During the warmer months of the year, they are just about anywhere… Ants. Early in the season flying ants swarm, and many are blown into the water (upslope blow-ins). Later in summer ants will be on leaves and in branches of streamside vegetation, looking for food. They live in dead trees by the streams, and lots of them drop into the water. In these ants trout and grayling have a constant supply of food. So whatever hatches, or if no hatch comes off at all, or if you’re fishing in the heat of a summer day… an ant is a useful thing to carry.
Many ant patterns are made of foam. They look great, and are easy to tie as well. The problem with these foam ants, however, is that they are high floating flies. Real ants only float for a brief moment and then they slowly sink. Enter the parachute ant: a low-riding parachute ant with a submerged body and a post of poly yarn and two strands of pearl Crystal Flash for visibility.
Hook: Daiichi 1180, #16-18
Thread: Hyperfine, brown (or black)
Post: White poly yarn
Body: brown (or black) Superfine Dubbing
Flash: Crystal Flash
Hackle: Whiting Saddle, brown, grizzly dyed brown (or black)
Click thumbnails for full-size pics.
Start the thread at the midpoint of the hook shank. Tie in a length of polypro yarn (diameter not more than the outside diameter of the hook eye) extending over the bend until right above the barb.
Basically, an ant body consists of three different parts: the abdomen, a very thin waist and a thorax/head that’s slightly smaller than the abdomen. Dub the abdomen in the shape of a rugby ball. The size of the abdomen is about 1,5 times the distance from the barb to the hook point. Keep plenty of room for the tiny waist. Tie in one strand of pearl Crystal Flash.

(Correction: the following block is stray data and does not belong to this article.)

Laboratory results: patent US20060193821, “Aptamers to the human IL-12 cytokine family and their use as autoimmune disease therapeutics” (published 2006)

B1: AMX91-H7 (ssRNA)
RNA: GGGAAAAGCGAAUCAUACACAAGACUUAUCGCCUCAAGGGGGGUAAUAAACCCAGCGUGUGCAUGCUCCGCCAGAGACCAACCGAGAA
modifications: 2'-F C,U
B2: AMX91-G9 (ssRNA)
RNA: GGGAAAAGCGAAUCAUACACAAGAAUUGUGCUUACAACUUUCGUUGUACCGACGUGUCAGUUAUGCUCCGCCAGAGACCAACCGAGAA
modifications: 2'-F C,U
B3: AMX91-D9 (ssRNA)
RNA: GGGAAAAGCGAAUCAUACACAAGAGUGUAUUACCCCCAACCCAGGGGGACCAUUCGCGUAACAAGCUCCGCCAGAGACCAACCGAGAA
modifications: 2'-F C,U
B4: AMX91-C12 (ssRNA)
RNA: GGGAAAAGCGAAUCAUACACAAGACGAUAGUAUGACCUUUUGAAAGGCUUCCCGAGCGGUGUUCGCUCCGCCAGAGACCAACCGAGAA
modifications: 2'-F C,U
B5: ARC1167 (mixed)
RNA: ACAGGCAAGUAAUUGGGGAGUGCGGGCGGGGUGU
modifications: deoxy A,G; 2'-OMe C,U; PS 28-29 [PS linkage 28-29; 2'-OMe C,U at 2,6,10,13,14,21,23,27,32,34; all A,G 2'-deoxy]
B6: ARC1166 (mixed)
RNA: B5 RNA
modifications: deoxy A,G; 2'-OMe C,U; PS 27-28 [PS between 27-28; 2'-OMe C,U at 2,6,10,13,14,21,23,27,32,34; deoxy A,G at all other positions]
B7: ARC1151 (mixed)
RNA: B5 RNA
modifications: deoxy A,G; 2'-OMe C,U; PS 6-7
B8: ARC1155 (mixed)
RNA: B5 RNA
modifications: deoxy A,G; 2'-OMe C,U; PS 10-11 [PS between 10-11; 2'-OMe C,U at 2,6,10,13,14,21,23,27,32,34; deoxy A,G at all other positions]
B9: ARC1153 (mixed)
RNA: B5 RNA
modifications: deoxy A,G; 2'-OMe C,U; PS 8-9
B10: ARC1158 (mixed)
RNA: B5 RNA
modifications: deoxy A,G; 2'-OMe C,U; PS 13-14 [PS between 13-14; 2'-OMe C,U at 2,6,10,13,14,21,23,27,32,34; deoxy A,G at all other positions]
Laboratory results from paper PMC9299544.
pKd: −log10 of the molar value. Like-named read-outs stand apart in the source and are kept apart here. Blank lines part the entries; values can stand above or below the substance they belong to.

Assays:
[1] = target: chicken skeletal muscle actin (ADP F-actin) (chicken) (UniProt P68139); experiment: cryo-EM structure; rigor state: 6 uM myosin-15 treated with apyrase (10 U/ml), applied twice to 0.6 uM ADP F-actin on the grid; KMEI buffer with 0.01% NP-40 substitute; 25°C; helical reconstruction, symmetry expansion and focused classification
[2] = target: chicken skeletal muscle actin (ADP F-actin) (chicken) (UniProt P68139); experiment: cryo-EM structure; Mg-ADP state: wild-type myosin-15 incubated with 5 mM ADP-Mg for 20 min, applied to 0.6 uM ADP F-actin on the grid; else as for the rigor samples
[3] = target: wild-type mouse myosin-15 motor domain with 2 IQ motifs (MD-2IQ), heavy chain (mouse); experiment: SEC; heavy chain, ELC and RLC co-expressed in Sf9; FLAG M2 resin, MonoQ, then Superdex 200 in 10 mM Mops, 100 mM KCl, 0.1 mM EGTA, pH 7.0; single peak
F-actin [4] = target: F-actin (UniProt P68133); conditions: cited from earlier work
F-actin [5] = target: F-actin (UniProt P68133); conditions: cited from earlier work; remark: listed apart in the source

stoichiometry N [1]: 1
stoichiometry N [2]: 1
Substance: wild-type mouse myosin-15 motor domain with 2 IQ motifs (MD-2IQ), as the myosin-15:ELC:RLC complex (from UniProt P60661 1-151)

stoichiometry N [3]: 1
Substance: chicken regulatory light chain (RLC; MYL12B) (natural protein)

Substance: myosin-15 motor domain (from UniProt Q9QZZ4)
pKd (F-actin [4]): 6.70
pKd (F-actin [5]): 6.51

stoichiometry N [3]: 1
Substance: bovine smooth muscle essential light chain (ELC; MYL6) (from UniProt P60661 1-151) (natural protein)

Fold the poly yarn over the abdomen, Humpy style.
Color the poly with a felt tip marker, pull the poly and the strands of Crystal Flash forward, and wrap the waist
Stop the waist 2 mm shy of the hook eye, make a couple of wraps in front of the post. Select a hackle and strip some of the barbs. The distance of the stripped quill should equal the distance from the hook eye to the post, plus the height of the body, plus the height of the parachute.
Tie in the hackle right behind the hook eye, and wrap towards the post.
Wrap the hackle up against the post, and wrap down again.
Dub the thorax/head behind and in front of the post. It’s a little smaller than the abdomen. Leave the thread in front of the parachute post, your side of the fly.
Hackle the parachute down to the thorax/head. Because you’re hackling around a small diameter post you may want to make 5 to 7 wraps.
Make three to four thread wraps to tie off the hackle. Try not to trap too many barbs, so keep your thread wraps below the lowest barbs. Clip the hackle.
You can make a whip finish around the parachute post, but on a small hook like this #17 this is hard. To me anyway. I make a reversed whip finish (making turns towards me) behind the eye. This prevents the thread being pulled under the dubbed abdomen/head.
Clip off the post to desired length. Put a tiny drop of CA glue on the whip finish and on the spot where you tied off the hackle, and you’re done!
Ready for summer!
Sometimes trout seem prefer a sunken ant. In that case, or if you come to a deeper spot where you just know that there should be a fish down there, simply modify the fly. Clip off the parachute, put a split shot on the tippet, some 30 cm from the fly, and see what happens.